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Learning to understand the healthy food pyramid

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A Healthy Weight: Tools for Change

If you have been struggling with your weight, you may have developed some poor eating habits. You may have negative ideas about food. Many people classify foods as “good” and “bad” based on their calorie content and, sometimes, their nutrient content. However, individual foods are not “good” or “bad.” Only a person’s diet as a whole can be evaluated as healthy or unhealthy. All kinds of foods can fit into a healthy diet. However, the balance of those foods in the person’s diet is important.

If you are overweight because you overeat and/or get too little exercise, then improving your diet and increasing your activity level may reduce your weight. However, when weight loss is the only goal, failure to maintain weight loss is usually the result.

The goal of treatment programs for people who are overweight should be weight management that helps maintain good health and a stable weight. This includes eating and activity habits that reduce your risk for certain diseases. A good weight-management program is one that you can continue throughout your life. Goals should include:

Establishing enjoyable and regular eating habits.

Establishing sustainable exercise patterns.

Stabilizing your weight.

Reducing your health risks.

To improve your diet and your health, follow the food guide pyramid. The recommendations presented on the food guide pyramid are designed to provide all the nutrients you need and reduce your intake of fat to help prevent disease.

A low-fat diet (25-30 percent of calories from fat) is also helpful in controlling your weight. If you have been eating a very high-fat diet, you may be getting too many calories. Fat is a concentrated source of calories.

Eating regular meals is an important part of a healthy diet.

People who eat regular meals usually plan their meals. Planned meals tend to be more balanced than food grabbed on the run. Learn how to plan meals. Eating three meals a day and planning your snacks can improve your nutrition, especially if you are using the food guide pyramid. Skipping meals makes you more likely to overeat when you get food. It can begin the cycle of deprivation followed by overeating.

Eating a satisfying meal also lets you forget about food until the next meal, instead of thinking about what to eat or not eat.

A low-fat diet helps you control your weight and reduces your risk for disease (such as heart disease, high blood pressure, and cancer). Don’t forget, though, that the total calories you eat are still an important part of controlling your weight. However, fat is a concentrated source of calories and it is tasty, making it easy to eat too many calories. Save high-fat food for a special treat.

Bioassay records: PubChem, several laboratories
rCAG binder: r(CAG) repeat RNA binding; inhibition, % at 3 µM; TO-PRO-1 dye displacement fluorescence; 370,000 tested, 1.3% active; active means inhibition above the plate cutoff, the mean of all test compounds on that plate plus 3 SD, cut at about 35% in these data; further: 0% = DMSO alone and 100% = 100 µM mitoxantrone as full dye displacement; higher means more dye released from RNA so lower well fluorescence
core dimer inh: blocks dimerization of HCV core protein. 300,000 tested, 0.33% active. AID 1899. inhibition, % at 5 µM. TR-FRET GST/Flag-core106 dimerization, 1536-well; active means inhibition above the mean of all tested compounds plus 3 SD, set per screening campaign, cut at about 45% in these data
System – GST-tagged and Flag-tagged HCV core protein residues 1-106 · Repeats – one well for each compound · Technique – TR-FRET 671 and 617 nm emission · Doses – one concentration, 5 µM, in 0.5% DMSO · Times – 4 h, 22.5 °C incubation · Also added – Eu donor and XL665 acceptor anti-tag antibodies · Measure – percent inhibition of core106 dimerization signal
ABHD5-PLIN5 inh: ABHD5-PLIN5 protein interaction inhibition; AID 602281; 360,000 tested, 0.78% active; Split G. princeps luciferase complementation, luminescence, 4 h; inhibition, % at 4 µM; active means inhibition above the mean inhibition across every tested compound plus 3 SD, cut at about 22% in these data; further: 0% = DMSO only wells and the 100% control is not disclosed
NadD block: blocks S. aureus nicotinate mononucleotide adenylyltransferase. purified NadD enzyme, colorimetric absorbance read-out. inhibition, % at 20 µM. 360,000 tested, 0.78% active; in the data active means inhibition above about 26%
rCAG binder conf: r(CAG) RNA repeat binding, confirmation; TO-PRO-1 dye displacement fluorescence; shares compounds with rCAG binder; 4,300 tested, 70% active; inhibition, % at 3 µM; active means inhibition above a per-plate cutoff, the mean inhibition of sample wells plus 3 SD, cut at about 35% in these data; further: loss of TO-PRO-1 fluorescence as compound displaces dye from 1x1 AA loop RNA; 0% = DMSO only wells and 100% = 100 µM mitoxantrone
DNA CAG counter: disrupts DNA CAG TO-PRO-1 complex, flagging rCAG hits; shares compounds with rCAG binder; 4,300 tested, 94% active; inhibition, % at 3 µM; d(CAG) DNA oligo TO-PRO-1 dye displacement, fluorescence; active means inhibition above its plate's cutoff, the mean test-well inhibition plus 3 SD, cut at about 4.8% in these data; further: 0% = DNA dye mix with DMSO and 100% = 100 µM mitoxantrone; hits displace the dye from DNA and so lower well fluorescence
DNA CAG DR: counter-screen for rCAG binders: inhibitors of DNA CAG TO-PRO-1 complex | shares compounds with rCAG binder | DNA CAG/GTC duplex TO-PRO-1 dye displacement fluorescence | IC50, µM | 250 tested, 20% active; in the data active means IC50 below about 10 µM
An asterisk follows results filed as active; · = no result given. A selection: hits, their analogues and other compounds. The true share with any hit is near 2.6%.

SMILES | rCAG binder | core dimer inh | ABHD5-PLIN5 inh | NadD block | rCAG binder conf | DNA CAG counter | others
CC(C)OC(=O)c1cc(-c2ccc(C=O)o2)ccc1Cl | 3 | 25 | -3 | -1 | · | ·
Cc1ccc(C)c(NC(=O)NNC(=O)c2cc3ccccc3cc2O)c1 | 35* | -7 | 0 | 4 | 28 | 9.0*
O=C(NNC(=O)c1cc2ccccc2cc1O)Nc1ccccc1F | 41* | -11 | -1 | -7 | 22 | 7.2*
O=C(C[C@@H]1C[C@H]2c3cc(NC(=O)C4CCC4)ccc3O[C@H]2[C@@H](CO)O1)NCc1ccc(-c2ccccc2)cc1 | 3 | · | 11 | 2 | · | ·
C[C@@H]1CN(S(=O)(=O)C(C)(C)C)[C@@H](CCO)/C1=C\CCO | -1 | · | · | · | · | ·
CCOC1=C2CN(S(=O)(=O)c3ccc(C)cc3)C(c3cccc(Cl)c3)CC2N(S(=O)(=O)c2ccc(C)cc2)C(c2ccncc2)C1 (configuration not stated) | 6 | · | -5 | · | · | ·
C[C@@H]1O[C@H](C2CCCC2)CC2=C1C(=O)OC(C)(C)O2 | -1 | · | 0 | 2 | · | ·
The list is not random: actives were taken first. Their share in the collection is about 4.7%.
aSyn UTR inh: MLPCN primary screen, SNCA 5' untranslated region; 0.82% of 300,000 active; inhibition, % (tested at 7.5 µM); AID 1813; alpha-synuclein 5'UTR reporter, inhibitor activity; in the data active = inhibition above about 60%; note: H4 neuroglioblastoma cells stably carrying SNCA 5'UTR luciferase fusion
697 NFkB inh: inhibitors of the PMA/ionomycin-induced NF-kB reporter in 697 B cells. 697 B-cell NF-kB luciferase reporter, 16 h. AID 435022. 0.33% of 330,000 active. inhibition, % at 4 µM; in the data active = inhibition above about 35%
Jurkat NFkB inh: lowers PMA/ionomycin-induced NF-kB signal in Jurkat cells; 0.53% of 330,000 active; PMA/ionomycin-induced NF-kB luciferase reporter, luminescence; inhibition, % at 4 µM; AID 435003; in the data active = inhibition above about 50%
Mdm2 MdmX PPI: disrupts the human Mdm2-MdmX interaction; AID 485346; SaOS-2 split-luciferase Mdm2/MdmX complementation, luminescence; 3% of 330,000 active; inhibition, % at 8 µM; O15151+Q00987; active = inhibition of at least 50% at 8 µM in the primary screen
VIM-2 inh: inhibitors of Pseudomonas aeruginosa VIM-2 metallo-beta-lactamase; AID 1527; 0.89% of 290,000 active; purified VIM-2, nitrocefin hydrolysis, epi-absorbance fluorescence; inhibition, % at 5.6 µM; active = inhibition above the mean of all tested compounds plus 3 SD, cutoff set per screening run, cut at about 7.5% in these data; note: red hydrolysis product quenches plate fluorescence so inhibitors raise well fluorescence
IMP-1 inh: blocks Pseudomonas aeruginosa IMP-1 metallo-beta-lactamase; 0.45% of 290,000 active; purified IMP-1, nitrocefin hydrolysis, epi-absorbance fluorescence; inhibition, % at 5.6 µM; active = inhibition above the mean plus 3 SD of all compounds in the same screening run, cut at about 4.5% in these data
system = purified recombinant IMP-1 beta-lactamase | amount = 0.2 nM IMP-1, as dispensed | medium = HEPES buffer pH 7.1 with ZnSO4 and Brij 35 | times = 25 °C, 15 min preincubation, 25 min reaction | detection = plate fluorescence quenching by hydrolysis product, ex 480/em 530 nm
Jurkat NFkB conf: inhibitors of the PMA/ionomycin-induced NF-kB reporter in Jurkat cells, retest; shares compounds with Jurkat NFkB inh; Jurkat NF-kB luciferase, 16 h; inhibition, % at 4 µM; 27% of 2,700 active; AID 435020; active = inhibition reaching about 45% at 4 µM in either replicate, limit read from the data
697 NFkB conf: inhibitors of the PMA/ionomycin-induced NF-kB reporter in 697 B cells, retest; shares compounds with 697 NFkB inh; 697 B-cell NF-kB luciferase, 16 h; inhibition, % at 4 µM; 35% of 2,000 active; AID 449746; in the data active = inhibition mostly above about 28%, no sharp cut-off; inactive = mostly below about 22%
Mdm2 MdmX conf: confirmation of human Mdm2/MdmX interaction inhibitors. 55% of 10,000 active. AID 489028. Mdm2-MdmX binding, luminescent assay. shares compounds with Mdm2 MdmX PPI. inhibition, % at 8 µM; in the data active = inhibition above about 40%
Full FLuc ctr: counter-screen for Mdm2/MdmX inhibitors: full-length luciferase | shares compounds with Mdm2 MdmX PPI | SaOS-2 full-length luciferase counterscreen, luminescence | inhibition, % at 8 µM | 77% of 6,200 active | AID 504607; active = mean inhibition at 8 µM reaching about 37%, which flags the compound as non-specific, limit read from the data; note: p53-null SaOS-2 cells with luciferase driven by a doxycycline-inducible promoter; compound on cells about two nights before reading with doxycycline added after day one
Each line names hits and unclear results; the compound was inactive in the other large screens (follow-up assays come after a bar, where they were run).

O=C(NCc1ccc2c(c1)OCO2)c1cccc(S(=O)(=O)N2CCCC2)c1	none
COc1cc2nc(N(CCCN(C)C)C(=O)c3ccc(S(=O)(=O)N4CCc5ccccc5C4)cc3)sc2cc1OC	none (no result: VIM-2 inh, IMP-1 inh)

Use the food guide pyramid as a basis for planning your low-fat diet. The recommended number of servings from each food group stays the same. You just need to make low-fat choices within each food group.

Breads, cereals, pasta, and rice group. Choose whole-grain breads, cold and cooked cereals and grains, pasta (without creamy sauces), hard rolls, low-fat or fat-free crackers. Limit your intake of foods that contain added fats, such as croissants, pastries, granola, commercial muffins, snack crackers, and chips.

Vegetables. Eat plenty of these! They contain little if any fat and lots of nutrients that help protect against heart disease. Try to eat five servings a day.

Fruits. Eat plenty of these! They also contain very little fat and lots of protective nutrients. They make a sweet ending to a meal. Try to eat four servings a day.

Meat and meat alternatives. You need only two servings a day of two to three ounces each. This totals four to six ounces a day. A three-ounce serving is the size and thickness of a deck of cards. For many people, cutting back on meat serving sizes has the biggest impact on their fat intake. Choose lean meats or low-fat meat alternatives.

Milk and milk products. Use only low-fat or fat-free products from this food group.

Fats and oils. Limit fats and oils, including those used in cooking, to five to eight teaspoons a day, depending on your calorie needs. Choose oils that are liquid at room temperature (unsaturated fats), including canola, olive, safflower, sunflower, corn, sesame, soybean, peanut, and cottonseed oils. Avoid oils that have been hydrogenated. Choose margarines that come in a soft tub or squeeze bottle.

Sweets and high-fat snacks. Most of these foods are high in fat and should be limited to occasional use. Some acceptable low-fat foods include angel food cake, fig bars, ginger snaps, sorbet, low-fat frozen yogurt and sherbert, Popsicles, and hard candy.

Remember that these foods still can be quite high in calories, even if they don’t have fat.

Choose fruit instead of sweets as often as you can.

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